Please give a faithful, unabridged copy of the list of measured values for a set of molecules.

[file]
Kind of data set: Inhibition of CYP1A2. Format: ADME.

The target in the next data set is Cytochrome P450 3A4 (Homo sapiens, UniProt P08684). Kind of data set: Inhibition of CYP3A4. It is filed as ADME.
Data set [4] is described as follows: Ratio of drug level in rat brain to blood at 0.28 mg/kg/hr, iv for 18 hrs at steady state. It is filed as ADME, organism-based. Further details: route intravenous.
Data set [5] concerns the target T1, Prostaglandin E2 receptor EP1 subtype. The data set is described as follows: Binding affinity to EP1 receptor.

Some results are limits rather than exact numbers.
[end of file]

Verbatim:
Kind of data set: Inhibition of CYP1A2. Format: ADME.

The target in the next data set is Cytochrome P450 3A4 (Homo sapiens, UniProt P08684). Kind of data set: Inhibition of CYP3A4. It is filed as ADME.
Data set [4] is described as follows: Ratio of drug level in rat brain to blood at 0.28 mg/kg/hr, iv for 18 hrs at steady state. It is filed as ADME, organism-based. Further details: route intravenous.
Data set [5] concerns the target T1, Prostaglandin E2 receptor EP1 subtype. The data set is described as follows: Binding affinity to EP1 receptor.

Some results are limits rather than exact numbers.